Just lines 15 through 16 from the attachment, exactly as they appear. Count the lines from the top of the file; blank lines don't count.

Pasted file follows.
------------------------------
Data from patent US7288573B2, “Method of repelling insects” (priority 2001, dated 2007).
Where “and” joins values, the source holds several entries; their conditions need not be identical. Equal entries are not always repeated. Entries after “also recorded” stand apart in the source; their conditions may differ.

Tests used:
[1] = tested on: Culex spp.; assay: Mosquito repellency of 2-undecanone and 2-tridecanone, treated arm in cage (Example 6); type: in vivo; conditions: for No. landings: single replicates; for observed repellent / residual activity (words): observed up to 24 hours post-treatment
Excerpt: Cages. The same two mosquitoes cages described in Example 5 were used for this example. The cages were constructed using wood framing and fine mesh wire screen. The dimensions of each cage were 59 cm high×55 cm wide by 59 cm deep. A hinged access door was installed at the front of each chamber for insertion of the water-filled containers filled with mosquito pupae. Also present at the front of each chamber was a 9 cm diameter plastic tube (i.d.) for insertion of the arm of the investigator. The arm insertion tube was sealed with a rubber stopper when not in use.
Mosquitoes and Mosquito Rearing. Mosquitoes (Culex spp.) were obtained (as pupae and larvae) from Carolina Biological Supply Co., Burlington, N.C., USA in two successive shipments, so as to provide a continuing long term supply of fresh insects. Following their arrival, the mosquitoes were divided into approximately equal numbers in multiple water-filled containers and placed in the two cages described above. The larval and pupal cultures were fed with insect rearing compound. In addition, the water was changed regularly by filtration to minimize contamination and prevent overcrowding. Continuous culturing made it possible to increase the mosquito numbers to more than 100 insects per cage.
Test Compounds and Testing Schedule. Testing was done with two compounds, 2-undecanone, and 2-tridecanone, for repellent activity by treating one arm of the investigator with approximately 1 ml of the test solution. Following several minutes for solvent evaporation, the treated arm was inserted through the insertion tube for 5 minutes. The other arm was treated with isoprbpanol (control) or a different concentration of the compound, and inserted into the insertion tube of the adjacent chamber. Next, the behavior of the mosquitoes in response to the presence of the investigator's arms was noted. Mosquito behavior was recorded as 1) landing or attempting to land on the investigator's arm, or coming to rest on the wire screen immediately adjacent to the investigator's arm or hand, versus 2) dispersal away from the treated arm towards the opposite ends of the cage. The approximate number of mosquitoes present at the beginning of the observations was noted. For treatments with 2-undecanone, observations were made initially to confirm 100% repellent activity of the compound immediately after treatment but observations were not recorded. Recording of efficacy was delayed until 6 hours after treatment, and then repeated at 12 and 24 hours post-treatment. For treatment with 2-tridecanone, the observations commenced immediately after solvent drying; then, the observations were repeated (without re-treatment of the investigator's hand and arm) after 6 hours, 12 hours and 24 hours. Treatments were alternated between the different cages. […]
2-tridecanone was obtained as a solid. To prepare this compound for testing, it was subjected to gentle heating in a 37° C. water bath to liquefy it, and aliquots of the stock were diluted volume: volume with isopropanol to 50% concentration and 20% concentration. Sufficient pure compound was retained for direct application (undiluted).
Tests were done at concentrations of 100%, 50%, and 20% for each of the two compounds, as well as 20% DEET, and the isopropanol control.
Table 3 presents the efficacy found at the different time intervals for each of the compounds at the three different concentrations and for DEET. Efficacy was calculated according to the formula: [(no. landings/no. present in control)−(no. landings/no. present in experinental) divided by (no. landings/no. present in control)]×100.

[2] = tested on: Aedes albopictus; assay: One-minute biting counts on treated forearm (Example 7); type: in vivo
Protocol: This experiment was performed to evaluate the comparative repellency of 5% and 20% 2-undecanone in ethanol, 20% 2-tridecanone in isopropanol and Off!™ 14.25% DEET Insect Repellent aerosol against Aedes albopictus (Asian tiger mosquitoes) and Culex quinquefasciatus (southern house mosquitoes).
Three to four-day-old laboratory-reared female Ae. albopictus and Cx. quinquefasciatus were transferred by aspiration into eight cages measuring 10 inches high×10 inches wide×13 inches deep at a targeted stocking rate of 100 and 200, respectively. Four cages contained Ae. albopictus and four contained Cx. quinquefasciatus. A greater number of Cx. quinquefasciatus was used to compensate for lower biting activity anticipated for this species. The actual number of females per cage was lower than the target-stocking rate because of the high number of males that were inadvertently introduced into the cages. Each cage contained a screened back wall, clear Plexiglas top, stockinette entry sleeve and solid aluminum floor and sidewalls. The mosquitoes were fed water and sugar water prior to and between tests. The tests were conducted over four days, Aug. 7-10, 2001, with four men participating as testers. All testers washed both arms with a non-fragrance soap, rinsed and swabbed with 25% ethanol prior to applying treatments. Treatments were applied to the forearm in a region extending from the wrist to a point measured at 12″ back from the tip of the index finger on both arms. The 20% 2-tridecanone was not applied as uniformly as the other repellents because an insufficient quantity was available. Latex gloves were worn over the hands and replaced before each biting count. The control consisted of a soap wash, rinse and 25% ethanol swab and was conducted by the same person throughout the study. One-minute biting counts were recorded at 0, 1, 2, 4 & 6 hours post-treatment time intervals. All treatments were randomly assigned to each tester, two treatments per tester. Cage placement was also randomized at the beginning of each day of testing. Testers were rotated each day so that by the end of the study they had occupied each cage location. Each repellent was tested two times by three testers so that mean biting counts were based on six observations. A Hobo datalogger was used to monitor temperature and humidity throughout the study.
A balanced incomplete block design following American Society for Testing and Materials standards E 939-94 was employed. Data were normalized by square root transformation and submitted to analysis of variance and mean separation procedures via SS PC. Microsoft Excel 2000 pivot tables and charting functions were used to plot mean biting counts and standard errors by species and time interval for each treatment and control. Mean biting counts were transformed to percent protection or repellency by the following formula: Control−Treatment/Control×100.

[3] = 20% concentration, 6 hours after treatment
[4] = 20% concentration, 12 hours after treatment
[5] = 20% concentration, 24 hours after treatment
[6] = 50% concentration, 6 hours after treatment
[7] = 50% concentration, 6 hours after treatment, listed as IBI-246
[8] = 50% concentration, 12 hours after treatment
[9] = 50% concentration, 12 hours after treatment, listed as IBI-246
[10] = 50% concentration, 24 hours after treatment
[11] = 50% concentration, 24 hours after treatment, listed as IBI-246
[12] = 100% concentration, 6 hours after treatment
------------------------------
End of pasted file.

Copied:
[3] = 20% concentration, 6 hours after treatment
[4] = 20% concentration, 12 hours after treatment